Palmer’s Candy started as a simple shop in 1878 but has expanded over the years to become a nationally-recognized manufacturer for companies across the country. Its Candy Shoppe in Sioux City remains an outpost, selling ice cream, chocolate confections, and candies by the pound. Its signature product is the Twin Bing candy bar, made from sweet lumps of cherry nougat covered in chopped peanuts and chocolate.
FOR SALE! 5 PLEX — 17%+ RETURN!
124 UNITS FOR SALE CONTACT DARIN 319-350-5378
KALONA CHOCOLATES (KALONA, IA) KalonaChocolates.com
This artisan chocolate shop produces beautiful treats inspired by owner Mattie Hershberger’s Amish heritage. Mattie, her husband, and their four daughters run the shop, relying on simple, tasty ingredients for their small-batch confections. While their chocolates are too delicate to ship, Kalona Chocolates does mail chewy pecan caramels, honey nut clusters, and handcrafted fudge nationwide. BETTY JANE HOMEMADE CANDIES (MARION, IA) BettyJaneCandies.com The award-winning Betty Jane Homemade Candies company has been family-owned since 1938 and has three locations across Iowa. Not only does it craft classics like truffles, toffies, and caramels, it even has its own signature candy: the Gremlin, a cluster of Topper Pecans and homemade caramel covered in milk chocolate.
8 UNITS UNDER CONTRACT!! MARKET IS HOT!!
CONTACT DARIN TODAY AT 319-350-5378!
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HEARTLAND INVESTMENT COMPANIES Darin Garman: Heartland’s Most Trusted Multi-Family Investment Advisor 2505 Silver Oak Trail Marion, IA 52302 DarinGarman.com 319-350-5378
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Page 1 Happy National Pizza Month! Page 2 3 Strategies for Helping Grandkids Pay for College Heartland Makes ‘Historic’ Gains Page 3 A Taste of Iowa Candy Page 4 International Business Card Etiquette
PUT YOUR BEST CARD FORWARD
SUCCESSFUL BUSINESS CARD ETIQUETTE IN 3 DIFFERENT COUNTRIES
INDIA Business cards are exchanged even in nonbusiness interactions in India. Much like hierarchy and status are valued in Japan, academic achievements are valued in India, so list your university, degrees, and honors along with your other information. When exchanging cards, always give and receive them with your right hand. This is also common practice in many Middle Eastern countries. Exchanging business cards the wrong way probably won’t be detrimental to your business deal, but learning the proper etiquette in the country you’re visiting can go a long way in starting a professional relationship on the right foot.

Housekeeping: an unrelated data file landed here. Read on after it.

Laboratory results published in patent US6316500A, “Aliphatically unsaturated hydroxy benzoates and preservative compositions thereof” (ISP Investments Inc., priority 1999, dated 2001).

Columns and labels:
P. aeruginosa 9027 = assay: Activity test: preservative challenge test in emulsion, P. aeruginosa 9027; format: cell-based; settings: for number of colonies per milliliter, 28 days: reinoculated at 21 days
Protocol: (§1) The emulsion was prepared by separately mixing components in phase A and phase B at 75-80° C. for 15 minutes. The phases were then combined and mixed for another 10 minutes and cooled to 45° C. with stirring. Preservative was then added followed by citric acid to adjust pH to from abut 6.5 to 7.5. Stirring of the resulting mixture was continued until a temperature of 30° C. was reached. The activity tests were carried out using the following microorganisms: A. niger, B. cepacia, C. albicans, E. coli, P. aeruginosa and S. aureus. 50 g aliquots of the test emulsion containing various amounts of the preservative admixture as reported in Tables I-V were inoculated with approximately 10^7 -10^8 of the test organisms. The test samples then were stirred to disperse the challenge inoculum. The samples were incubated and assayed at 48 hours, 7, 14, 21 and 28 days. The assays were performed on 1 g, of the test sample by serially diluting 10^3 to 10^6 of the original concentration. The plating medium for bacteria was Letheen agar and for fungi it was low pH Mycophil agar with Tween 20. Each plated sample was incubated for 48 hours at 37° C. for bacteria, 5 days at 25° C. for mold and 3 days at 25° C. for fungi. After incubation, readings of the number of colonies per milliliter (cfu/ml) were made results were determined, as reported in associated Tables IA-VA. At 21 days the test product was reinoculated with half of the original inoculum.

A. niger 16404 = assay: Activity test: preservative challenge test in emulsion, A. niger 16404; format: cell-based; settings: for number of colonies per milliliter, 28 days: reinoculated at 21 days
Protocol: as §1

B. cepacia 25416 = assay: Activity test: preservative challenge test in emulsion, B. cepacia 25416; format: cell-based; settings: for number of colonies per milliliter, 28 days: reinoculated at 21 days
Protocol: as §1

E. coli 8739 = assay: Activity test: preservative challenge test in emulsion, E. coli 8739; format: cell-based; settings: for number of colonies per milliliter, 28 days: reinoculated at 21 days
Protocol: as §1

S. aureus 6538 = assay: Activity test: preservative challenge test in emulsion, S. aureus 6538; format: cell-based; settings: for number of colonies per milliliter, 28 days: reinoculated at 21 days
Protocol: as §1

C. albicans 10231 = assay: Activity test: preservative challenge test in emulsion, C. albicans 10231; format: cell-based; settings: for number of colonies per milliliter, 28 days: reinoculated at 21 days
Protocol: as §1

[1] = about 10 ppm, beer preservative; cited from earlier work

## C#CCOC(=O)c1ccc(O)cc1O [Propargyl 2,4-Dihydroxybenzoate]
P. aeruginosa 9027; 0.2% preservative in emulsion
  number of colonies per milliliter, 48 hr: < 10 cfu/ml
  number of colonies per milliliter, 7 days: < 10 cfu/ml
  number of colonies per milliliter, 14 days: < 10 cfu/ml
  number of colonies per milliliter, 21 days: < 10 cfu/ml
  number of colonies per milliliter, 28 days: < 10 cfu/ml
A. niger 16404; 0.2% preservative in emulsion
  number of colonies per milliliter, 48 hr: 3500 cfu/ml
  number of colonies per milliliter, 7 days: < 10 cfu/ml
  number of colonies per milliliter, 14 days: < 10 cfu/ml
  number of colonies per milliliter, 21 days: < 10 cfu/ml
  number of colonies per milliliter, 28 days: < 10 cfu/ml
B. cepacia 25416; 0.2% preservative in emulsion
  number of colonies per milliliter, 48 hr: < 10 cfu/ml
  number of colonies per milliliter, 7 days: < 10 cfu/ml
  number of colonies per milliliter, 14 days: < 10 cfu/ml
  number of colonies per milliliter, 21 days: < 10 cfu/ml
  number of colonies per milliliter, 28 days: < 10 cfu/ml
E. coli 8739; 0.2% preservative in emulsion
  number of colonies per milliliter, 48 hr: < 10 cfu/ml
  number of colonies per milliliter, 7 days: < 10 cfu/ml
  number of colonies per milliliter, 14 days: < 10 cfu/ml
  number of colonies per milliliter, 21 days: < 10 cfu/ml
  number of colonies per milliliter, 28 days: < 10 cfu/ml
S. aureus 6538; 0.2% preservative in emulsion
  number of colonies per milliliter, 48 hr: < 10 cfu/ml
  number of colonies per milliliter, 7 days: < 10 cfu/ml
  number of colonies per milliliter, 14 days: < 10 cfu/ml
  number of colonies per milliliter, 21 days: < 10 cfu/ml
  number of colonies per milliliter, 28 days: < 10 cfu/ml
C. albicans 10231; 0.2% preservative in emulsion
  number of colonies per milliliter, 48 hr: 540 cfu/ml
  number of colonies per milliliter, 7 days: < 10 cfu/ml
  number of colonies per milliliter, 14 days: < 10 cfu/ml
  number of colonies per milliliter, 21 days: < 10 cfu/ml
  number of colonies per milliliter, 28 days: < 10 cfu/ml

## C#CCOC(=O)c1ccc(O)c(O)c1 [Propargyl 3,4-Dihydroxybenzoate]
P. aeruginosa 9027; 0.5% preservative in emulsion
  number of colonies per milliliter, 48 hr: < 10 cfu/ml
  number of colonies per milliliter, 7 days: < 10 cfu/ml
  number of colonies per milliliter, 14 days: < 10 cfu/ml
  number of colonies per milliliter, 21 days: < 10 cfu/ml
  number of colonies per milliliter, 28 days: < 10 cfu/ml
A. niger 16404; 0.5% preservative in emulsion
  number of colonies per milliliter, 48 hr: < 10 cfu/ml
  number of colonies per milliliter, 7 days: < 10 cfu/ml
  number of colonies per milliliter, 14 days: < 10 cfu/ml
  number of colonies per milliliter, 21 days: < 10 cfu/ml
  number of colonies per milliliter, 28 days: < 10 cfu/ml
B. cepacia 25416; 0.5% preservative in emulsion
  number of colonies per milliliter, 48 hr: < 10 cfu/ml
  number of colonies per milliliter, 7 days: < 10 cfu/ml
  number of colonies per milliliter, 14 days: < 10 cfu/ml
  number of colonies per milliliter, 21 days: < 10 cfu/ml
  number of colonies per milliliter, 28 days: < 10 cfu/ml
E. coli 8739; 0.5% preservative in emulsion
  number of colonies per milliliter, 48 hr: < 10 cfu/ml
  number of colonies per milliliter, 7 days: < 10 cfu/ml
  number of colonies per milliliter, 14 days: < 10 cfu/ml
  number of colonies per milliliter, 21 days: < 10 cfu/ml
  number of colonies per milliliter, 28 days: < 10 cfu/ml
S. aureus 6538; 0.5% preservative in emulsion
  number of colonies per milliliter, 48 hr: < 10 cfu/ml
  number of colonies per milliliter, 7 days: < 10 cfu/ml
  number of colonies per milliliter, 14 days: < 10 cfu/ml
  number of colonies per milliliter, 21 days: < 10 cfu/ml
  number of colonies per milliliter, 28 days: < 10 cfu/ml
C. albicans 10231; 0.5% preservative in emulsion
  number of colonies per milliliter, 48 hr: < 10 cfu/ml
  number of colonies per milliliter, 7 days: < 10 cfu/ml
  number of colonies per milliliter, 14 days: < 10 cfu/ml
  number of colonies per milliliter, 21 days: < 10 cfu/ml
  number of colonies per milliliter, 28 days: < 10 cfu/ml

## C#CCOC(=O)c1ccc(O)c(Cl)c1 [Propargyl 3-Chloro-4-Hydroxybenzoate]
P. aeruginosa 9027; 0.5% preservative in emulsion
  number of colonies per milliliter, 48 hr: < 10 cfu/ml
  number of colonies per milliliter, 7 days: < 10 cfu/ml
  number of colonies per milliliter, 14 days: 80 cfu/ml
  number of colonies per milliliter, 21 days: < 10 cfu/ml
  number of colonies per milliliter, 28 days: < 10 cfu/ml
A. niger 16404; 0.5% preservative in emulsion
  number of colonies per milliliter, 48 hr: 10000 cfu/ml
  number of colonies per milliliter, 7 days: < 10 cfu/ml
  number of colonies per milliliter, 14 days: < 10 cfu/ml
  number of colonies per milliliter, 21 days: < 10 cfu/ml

The business card is a nearly ubiquitous way to give your name, position, company, and contact information to potential clients and business partners all over the world. And while the exchange of business cards in the United States does not come with a lot of pomp and circumstance, that is not the case in many other countries. If you find yourself in one of the following places, remember these tips about exchanging business cards. JAPAN Known in Japan as meishi , the exchange of business cards comes with a lot of ceremony. Present your card with both hands, as this gesture is seen as respectful. Japanese culture places a lot of value on hierarchy and status, so make sure your title is listed prominently. When receiving a card, take a minute to look it over and comment on it. Immediately putting it away is disrespectful, and once you’re done looking at it, put it in a cardholder, folder, or binder. CHINA In China, as in many other countries, having your credentials and contact info in English on one side and in the local language on the other is good practice. Gold lettering is considered auspicious, and if your business is relatively old, make sure the year it was founded is on your card. The practice of giving and receiving cards is very similar to that of Japan. Finish the exchange with a bow as a way to thank your acquaintance for meeting with you.